The SECURE Act Explained

#FreeBritney Bloggers Receive Injunction
February 14, 2020
Choupette: The Heir to Karl Lagerfeld’s Estate
February 19, 2020
Show all

The SECURE Act Explained

The Congressional appropriations bill signed into law in December 2019 by President Trump included the “Setting Every Community Up for Retirement Enhancements” Act (“SECURE Act”.) This new law includes some exciting provisions for Americans in their retirement savings accumulation years. 

Effective January 1, 2020, there are some notable changes for investors using traditional IRAs, including:

  • Contribution age limit abolished. Previously, once an IRA owner reached age 70 ½, they could no longer contribute to an IRA. The SECURE Act did away with that age limit, meaning that IRA owners of any age can contribute to traditional IRAs, and potentially take tax deductions for those contributions.
  • Required Minimum Distribution (RMD) age increased. Under the previous IRA rules, age 70 ½ was also the magic age at which IRA owners needed to start taking RMDs from their accounts. Under the new rule, IRA owners who turn 70 ½ on January 1, 2020 or later now have until the age of 72 before their RMD requirements begin.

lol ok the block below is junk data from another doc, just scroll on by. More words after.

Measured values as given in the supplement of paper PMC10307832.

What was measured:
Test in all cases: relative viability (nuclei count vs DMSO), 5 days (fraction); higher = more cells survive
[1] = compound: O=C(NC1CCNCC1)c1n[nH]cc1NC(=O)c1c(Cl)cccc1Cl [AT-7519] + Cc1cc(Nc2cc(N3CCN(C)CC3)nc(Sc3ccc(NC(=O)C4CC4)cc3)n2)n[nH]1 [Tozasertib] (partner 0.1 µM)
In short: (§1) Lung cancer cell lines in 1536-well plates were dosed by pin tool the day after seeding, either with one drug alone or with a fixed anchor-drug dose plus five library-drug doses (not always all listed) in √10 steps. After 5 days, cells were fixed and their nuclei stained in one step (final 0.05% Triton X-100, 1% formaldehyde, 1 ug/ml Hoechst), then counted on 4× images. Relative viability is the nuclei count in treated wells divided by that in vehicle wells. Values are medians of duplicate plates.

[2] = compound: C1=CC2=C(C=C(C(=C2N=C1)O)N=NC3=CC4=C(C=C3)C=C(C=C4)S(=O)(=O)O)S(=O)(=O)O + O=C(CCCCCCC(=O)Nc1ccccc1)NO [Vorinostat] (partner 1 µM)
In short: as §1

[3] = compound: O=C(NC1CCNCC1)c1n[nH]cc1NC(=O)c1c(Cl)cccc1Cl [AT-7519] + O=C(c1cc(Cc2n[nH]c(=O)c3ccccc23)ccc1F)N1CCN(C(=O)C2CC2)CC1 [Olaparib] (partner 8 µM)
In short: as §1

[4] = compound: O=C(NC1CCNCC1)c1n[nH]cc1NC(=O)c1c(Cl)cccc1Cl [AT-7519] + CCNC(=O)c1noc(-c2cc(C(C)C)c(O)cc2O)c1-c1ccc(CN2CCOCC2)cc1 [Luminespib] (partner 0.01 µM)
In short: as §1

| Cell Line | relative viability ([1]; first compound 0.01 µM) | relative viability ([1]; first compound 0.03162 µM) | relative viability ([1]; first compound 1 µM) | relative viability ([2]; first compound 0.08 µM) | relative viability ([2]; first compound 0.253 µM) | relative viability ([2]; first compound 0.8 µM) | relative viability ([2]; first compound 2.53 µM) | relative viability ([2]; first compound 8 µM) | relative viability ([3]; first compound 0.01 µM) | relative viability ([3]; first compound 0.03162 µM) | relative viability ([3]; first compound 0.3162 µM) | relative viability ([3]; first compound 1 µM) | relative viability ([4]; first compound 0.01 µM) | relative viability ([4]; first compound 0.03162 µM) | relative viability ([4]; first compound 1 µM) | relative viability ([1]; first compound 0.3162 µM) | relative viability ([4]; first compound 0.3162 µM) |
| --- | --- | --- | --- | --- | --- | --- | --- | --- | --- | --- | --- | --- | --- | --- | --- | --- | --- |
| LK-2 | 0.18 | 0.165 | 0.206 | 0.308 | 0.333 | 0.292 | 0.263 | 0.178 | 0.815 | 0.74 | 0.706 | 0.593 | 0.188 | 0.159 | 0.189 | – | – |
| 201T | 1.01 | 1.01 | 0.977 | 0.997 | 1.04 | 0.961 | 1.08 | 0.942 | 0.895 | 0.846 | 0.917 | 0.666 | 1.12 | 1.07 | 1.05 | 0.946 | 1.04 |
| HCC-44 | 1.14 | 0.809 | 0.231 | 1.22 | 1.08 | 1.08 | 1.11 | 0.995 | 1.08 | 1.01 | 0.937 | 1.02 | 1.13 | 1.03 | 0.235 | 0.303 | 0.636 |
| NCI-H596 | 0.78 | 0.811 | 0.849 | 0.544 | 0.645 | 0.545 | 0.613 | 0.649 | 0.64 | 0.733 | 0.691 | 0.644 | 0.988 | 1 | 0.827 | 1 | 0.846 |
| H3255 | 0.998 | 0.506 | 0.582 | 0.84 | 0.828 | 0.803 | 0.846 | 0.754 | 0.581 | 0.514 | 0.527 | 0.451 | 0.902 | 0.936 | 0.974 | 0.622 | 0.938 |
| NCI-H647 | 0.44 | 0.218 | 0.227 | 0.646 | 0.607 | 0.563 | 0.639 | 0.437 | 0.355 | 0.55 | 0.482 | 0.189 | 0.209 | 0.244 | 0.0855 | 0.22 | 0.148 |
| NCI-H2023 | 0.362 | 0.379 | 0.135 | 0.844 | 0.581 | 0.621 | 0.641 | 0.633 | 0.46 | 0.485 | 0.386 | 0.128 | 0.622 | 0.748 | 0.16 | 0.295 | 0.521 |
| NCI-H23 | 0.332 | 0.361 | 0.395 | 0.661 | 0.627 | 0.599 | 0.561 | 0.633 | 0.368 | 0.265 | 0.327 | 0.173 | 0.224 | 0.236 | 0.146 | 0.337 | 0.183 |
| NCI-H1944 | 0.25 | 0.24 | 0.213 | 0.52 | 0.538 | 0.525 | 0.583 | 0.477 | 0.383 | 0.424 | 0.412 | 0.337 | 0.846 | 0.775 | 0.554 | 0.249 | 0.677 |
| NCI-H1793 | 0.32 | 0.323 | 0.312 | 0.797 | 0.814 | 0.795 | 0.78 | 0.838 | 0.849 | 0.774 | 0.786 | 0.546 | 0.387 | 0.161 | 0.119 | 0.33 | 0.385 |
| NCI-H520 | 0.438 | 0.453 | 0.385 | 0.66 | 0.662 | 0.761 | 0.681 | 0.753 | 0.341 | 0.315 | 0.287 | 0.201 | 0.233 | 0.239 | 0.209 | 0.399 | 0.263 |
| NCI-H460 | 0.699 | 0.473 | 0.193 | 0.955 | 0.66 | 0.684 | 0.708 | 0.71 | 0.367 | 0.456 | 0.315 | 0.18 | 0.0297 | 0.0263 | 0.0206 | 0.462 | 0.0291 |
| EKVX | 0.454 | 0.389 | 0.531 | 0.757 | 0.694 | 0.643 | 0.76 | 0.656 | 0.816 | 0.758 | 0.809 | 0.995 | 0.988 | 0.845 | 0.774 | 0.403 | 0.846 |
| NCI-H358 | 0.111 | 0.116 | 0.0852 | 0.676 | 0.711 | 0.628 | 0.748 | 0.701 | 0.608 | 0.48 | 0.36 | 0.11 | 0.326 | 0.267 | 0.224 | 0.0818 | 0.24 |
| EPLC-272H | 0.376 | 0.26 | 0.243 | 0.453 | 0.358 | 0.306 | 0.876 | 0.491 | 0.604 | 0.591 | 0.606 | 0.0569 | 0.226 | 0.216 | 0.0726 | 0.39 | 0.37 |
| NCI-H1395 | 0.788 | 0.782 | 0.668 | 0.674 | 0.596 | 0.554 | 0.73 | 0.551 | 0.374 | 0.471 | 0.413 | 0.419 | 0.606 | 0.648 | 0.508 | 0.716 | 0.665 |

• Stretch IRA provisions limited. The old IRA rules allowed designated IRA beneficiaries to “stretch” their distributions out over the beneficiary’s life expectancy. The new rule places limits on the stretch provisions, requiring beneficiaries to take distributions within ten years of the IRA owner’s death when that death occurred after December 31, 2019. There is still an exception for spousal beneficiaries, who can stretch distributions over their lifetimes.

The SECURE act also includes provisions expanding tax credits for small businesses that sponsor IRAs, an expanded definition of what constitutes “eligible compensation” for purposes of determining how much someone can contribute to their IRA in a given year, and tax relief for certain distributions that would previously have been subject to a 10 percent penalty tax.

To learn more, and to schedule time to create or update your estate plan, contact us today!